The SAT and ACT have never been more alike than they are today, in that both exams challenge reading, writing, and problem solving skills in the same sort of standardized, mostly multiple-choice fashion. However, the two exams differ in both subtle and blatant ways, the most obvious of which is the ACT Science section.
Like so many facets of these tests, ACT Science delivers very different challenges than expected. Sure, this section features passages drawn from topics in biology, chemistry, physics, and Earth and space science. However, the questions hardly test content knowledge at all. In fact, test takers don’t face any real disadvantage for not having taken these subjects. So if ACT Science doesn’t test science per se, what skills and strategies does this section really demand?
On our (awesome) Tests and the Rest podcast, Amy Seeley and I enjoyed a very insightful conversation with Michael Cerro on What is ACT Science All About? Michael, the author of For the Love of ACT Science: An innovative approach to mastering the science section of the ACT standardized exam, shared a ton of expert insights into the tests. None resonated as strongly as his comparison of the ACT Science section to the classic children’s character search, Where’s Waldo?:
“If you ever been through a Where’s Waldo? book, you turn the page and you see just a bunch of chaos on the page; There’s a circus, there’s colors, there’s people, there’s animals, and who knows what else there is, but objective is to find Waldo. And so you are searching through just a forest of random things to try to find the one object that is familiar to you. On the ACT Science section, when you turn the page to an experiment, it looks like a forest of things. It looks very foreign. It looks weird. It gives the student consistency to know that I just need to start by finding this one thing… if I start by finding this one thing, I could potentially go down the correct path, and once I get the first step it’ll leave me to an easier second step and he’s either third step and then eventually I can land on the right answer…”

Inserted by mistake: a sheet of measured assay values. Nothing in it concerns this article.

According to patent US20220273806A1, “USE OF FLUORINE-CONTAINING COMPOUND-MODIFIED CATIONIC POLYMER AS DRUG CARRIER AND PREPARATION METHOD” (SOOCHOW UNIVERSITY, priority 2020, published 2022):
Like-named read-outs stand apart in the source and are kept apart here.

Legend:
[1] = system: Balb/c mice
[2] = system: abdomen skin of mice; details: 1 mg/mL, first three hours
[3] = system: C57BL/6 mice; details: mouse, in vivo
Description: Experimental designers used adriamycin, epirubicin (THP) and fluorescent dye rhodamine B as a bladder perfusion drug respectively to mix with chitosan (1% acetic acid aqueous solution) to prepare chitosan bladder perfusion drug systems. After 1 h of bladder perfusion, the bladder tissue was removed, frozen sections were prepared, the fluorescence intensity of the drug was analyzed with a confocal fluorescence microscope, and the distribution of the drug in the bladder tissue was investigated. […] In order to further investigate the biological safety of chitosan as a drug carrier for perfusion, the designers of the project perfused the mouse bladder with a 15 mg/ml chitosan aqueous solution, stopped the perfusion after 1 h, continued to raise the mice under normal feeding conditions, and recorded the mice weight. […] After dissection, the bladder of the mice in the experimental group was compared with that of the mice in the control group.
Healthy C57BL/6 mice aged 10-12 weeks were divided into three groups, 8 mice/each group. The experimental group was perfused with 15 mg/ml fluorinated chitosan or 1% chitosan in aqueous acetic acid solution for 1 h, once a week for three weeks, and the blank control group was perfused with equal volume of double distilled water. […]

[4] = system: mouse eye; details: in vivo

Basically, the ACT Science section is a reading test. Finding Waldo in this instance means looking for the specific fact or idea required to answer a question. To succeed, avoid getting lost in a chaotic flurry of data and jargon. Instead, practice reading shallow and wide to pull exactly what you need from a passage.
College entrance exams seem to have given up on the thankless quest of promoting knowledge of higher level vocabulary. Perhaps a firm grasp of classic SAT words still helps in the halls of academia, but today’s teachers focus more on the ability to read and understand graphs, tables, charts, and figures. ACT actually blazed the trail to testing graphical literacy through the ACT Science section. Anyone who wants to excel on this section should master this critical skill.
UNDERSTANDING OF THE SCIENTIFIC METHOD
This section of the ACT was originally called Science Reasoning, which was a more accurate description of what it challenges. Questions focus far less on discrete science knowledge than on an understanding of the scientific method itself. Test takers should approach this section with a high degree of comfort with experimental design and the assumptions implicit in manipulating independent, dependent, and controlled variables to prove hypotheses. You don’t need to be a scientist to ace these questions, but you should certainly think like one!
In summary, superior ACT Science scores don’t depend on encyclopedic mastery of science terminology, but instead come from strong reading, reasoning, and data assessment abilities. Focus on those valuable skills for success in ACT Science and beyond.